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Need help with the lawn issue

Posted by mitthakkar Texas (My Page) on
Sun, Jan 20, 13 at 16:56

This is the first time for me seeing any issues with the lawn and dealing with them, so expect me to have minimum to zero knowledge of lawns.
I have issues with my lawn and can't identify what should I do with them?
Any suggestions?
Thanks in advance...

Follow-Up Postings:

RE: Need help with the lawn issue

Some other pics

RE: Need help with the lawn issue

One last one!!

RE: Need help with the lawn issue

The top one looks like white clover, Trefolium repens. Second could be some kind of Sonchus. You could spot weedkill the Sonchus but as for the white clover it is soft, neat and green. The lawn is scruffy, brown and looks dead. Why not encourage the clover? Many people do. It stays green and captures Nitrogen. No idea on the third.

RE: Need help with the lawn issue

Agreed. The actual grass may just be dormant (which also makes it inferior IMO) or could have been killed by drought last summer (more inferiority.) You'll know in spring...

Pic 2 - those have a taproot, and are possibly prickly, I remove them if they are prickly. If you're attempting manual removal, use a dandelion fork or really long flathead screwdriver. Plunge perpendicularly, then pry. Not hard or time-consuming once you get the hang of it. If you do it right (get the whole root out,) individuals won't be back but more seeds could be lurking out there to sprout new plants.

RE: Need help with the lawn issue

Picture 1 looks to me like Black Medic which many people confuse with clover. Difficult to control even with "weed" poisons. Picture 2 looks like a thistle, as in Canadian Thistle. Picture 3 is difficult to identify.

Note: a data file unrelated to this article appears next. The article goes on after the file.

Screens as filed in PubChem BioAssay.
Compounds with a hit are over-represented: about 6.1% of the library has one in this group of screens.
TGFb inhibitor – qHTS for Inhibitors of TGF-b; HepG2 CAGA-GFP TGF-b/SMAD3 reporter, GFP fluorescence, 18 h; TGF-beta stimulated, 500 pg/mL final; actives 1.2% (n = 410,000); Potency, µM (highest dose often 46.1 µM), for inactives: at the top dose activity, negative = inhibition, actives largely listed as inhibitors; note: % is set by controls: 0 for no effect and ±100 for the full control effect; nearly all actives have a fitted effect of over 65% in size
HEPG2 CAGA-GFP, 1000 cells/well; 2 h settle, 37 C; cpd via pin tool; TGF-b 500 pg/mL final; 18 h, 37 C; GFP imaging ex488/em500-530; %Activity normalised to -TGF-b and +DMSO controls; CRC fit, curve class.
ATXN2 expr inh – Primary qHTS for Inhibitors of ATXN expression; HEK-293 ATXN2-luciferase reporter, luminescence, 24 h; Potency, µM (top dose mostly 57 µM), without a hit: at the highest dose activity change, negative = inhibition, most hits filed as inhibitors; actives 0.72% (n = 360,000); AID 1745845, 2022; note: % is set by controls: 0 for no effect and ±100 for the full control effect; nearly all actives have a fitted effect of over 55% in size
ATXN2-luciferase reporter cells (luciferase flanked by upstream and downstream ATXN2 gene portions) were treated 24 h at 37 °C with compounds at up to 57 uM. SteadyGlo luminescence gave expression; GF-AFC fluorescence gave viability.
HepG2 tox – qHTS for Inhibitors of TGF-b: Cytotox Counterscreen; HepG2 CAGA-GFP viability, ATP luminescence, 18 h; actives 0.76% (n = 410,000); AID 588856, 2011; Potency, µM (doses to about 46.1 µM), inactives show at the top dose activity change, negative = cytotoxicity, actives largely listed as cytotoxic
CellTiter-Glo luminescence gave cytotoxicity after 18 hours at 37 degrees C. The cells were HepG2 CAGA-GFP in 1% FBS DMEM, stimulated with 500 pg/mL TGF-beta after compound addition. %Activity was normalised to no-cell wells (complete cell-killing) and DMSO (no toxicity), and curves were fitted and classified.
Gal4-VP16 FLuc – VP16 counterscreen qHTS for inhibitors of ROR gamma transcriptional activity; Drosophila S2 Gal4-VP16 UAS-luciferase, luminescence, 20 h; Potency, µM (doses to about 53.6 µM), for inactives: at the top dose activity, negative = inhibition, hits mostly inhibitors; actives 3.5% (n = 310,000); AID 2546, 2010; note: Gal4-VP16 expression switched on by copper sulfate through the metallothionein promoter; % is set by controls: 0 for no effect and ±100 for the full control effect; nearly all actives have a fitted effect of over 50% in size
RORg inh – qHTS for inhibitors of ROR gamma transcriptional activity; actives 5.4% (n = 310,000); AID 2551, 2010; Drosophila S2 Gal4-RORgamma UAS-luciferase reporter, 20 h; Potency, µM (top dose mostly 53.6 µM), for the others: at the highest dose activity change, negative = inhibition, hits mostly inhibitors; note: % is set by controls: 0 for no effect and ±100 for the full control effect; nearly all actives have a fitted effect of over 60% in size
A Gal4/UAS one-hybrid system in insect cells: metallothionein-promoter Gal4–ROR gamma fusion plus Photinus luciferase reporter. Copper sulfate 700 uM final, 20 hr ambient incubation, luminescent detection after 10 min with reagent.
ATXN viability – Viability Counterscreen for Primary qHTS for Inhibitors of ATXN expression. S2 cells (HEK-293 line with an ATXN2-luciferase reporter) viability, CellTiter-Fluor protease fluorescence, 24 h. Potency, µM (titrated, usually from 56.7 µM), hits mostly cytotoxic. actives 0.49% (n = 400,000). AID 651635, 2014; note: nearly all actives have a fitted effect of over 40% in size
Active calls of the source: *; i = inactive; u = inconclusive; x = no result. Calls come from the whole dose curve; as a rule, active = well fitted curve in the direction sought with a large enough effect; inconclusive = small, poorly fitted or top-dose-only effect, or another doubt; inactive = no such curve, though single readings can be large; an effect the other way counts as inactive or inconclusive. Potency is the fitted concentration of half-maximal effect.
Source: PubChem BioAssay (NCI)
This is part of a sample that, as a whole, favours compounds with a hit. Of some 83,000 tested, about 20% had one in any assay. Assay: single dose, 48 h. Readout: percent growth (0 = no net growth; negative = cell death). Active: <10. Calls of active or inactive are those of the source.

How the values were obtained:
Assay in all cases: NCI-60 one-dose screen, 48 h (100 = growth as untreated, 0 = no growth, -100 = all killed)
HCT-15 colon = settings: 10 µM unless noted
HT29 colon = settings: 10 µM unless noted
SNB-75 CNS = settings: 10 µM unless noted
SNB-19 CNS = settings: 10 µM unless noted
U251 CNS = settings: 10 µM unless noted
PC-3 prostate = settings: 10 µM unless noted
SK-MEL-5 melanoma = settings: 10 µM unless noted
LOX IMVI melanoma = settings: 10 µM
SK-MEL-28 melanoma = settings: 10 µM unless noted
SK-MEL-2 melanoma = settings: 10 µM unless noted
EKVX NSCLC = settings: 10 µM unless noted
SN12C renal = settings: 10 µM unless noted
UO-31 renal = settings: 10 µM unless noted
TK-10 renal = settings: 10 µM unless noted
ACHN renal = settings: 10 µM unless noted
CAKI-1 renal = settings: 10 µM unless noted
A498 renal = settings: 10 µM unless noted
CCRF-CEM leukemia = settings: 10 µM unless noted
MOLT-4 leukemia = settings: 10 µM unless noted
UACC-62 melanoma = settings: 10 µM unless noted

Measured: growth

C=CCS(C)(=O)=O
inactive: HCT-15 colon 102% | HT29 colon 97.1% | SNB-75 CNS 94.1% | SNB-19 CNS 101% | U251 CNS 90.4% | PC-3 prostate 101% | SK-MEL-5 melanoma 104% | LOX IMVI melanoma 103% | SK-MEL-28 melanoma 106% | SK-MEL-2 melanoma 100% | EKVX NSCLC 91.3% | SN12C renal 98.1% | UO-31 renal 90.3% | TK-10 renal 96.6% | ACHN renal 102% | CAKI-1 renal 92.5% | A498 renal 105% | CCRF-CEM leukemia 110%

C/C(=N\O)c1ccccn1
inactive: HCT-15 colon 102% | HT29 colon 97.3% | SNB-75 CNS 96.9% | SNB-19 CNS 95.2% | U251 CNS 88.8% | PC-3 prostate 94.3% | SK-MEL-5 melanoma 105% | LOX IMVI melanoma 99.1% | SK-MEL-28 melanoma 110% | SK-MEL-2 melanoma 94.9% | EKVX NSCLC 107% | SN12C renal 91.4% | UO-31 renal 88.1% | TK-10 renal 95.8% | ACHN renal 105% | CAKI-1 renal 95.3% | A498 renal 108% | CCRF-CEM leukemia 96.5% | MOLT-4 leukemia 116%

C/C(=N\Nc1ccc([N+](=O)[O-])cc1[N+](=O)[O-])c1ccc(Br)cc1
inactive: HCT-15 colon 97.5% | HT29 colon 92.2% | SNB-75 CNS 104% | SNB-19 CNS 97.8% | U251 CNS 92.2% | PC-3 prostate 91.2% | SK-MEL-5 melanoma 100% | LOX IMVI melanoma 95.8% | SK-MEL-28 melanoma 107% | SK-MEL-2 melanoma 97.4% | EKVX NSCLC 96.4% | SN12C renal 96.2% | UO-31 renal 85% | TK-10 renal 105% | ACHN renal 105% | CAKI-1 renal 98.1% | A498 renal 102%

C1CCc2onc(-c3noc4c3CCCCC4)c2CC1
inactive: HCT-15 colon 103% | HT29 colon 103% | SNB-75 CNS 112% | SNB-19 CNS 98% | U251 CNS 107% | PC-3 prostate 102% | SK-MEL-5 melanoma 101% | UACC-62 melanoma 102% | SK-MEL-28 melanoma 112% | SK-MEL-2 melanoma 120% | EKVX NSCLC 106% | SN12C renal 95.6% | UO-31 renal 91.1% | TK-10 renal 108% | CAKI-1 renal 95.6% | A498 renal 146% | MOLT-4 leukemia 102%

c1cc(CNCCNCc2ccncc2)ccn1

As a rule "weeds" get established and grow when the turf grass is not and that is often because of a soil related problem. The soil may not have enough available nutrients to feed the grass. There may not be enough soil moisture to support the grass for a number of reasons, but if that lack of soil moisture is the result of drought there may not be anything you can do, at this time.
These simple soils tests can help you understand more about your soil and what you could do to make that soil a better place for grasses to grow with less of a "weed" problem.
1) Soil test for organic matter. From that soil sample put enough of the rest to make a 4 inch level in a clear 1 quart jar, with a tight fitting lid. Fill that jar with water and replace the lid, tightly. Shake the jar vigorously and then let it stand for 24 hours. Your soil will settle out according to soil particle size and weight. For example, a good loam will have about 1-3/4 inch (about 45%) of sand on the bottom. about 1 inch (about 25%) of silt next, about 1 inch (25%) of clay above that, and about 1/4 inch (about 5%) of organic matter on the top.

2) Drainage. Dig a hole 1 foot square and 1 foot deep and fill that with water. After that water drains away refill the hole with more water and time how long it takes that to drain away. Anything less than 2 hours and your soil drains� too quickly and needs more organic matter to slow that drainage down. Anything over 6 hours and the soil drains too slowly and needs lots of organic matter to speed it up.